Bill Brady KC is a brightly lit white cube that looks like it was taken right from New York and tucked into Kansas City’s West Bottoms. This spatial frame allows for a close inspection of monumental artworks. Dean Levin’s exhibition features human-sized rectangular steel cages with offset rows filling the space not already taken by the gallery’s two main columns. Following those on the stark white walls are black semi-circular paintings hung at the eyeline which don’t demand that you get closer. His paint lies flat and dead along the stretched canvas. The work echos minimalism in a way that is underwhelming. Viewers stand like at a middle school dance between the walls of the austere space and the work that increased the cold presence.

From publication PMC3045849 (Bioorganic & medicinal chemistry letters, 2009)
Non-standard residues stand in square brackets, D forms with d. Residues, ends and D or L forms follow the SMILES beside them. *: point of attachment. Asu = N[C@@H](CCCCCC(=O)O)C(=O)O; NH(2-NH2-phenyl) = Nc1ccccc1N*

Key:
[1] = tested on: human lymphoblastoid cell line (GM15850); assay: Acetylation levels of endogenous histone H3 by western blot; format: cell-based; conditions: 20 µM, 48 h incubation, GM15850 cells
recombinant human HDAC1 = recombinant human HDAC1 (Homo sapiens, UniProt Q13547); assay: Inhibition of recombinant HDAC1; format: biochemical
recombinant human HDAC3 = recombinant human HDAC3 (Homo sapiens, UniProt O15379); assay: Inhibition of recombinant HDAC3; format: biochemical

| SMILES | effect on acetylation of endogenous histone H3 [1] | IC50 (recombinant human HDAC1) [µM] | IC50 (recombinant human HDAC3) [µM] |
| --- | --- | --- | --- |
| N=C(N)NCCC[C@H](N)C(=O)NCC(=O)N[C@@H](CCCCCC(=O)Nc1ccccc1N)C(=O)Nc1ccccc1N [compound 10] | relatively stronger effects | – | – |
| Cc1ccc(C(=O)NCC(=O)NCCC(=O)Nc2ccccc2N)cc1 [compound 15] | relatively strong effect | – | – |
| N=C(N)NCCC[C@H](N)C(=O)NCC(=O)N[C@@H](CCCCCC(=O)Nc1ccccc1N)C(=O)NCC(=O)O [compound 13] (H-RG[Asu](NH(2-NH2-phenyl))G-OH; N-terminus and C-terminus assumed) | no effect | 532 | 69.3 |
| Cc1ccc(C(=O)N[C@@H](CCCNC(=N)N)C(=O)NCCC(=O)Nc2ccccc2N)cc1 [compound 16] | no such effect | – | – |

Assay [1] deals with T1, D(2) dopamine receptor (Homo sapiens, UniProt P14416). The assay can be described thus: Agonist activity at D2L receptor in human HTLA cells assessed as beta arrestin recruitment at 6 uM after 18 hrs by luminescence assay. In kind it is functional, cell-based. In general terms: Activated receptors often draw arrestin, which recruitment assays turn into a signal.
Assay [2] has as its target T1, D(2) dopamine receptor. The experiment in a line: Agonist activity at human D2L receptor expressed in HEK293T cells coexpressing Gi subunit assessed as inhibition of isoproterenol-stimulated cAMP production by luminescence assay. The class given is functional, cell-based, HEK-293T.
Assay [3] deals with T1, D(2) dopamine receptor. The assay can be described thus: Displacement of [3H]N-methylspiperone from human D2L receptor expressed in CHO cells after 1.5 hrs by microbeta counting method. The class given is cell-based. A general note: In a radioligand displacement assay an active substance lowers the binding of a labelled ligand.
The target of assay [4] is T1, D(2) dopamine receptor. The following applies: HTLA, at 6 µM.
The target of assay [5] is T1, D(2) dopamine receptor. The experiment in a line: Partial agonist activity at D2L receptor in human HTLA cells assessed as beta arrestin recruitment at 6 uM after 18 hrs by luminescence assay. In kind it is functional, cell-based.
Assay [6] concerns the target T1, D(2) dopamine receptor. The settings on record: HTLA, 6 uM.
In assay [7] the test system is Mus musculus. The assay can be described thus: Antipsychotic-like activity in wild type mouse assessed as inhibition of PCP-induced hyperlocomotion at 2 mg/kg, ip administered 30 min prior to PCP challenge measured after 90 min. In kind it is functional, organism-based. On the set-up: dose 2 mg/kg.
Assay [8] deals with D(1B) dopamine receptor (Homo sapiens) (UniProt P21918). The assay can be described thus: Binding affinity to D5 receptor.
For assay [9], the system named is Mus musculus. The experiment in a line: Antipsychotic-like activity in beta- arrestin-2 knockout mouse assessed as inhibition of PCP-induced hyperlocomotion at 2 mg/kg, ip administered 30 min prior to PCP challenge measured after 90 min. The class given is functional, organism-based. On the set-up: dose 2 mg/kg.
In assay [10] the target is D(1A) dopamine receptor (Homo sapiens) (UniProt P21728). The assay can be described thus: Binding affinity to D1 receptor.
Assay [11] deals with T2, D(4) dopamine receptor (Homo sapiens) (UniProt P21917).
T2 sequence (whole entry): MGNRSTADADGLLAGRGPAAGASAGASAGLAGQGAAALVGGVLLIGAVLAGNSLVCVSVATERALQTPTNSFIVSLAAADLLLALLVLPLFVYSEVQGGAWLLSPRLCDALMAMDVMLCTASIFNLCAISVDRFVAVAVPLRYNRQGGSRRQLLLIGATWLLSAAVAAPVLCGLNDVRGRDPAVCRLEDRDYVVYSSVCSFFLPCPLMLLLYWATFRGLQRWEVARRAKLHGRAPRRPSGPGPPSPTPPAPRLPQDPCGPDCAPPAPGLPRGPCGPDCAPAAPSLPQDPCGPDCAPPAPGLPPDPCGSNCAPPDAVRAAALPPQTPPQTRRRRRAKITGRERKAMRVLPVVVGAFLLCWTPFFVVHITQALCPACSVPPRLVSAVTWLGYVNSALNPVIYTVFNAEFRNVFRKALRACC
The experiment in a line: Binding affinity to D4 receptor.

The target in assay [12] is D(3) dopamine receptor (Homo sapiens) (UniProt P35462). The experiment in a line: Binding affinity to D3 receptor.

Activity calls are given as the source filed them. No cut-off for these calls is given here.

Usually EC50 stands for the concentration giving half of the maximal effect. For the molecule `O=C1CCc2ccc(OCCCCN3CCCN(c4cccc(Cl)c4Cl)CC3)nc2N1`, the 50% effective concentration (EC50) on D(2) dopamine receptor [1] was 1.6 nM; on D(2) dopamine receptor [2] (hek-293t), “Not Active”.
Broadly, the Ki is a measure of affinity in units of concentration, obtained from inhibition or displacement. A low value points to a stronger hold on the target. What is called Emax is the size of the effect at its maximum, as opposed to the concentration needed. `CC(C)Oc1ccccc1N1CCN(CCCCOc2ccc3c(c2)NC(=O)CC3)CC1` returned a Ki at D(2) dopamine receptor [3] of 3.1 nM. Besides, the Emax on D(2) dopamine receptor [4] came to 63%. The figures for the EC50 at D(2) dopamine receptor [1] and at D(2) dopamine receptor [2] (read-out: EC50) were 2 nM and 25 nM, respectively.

Almost formulaic in nature, the work stays rooted in being as reductive as possible to avoid engaging with any sort of cultural narrative. Levin’s exhibition will be photographed beautifully and look great as an ad in ArtForum, and it seems as though that is as far as it needs to go. Apolitical work is incredibly appealing to the Patrick Bateman-esque art collectors of the world. Just like a logo-coated handbag, it takes pride in the surface level. Levin’s work is emotionally detached and will continue to find its place on the opposite side of the wall from the audience.